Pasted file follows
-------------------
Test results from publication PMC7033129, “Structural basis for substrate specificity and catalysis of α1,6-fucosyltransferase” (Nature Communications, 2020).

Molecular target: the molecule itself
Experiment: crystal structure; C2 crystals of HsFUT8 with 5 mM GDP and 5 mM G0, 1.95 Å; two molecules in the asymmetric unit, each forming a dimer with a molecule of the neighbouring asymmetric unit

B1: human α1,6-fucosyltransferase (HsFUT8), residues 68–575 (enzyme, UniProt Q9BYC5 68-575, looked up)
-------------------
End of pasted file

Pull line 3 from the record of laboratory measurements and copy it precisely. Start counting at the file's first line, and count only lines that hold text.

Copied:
Experiment: crystal structure; C2 crystals of HsFUT8 with 5 mM GDP and 5 mM G0, 1.95 Å; two molecules in the asymmetric unit, each forming a dimer with a molecule of the neighbouring asymmetric unit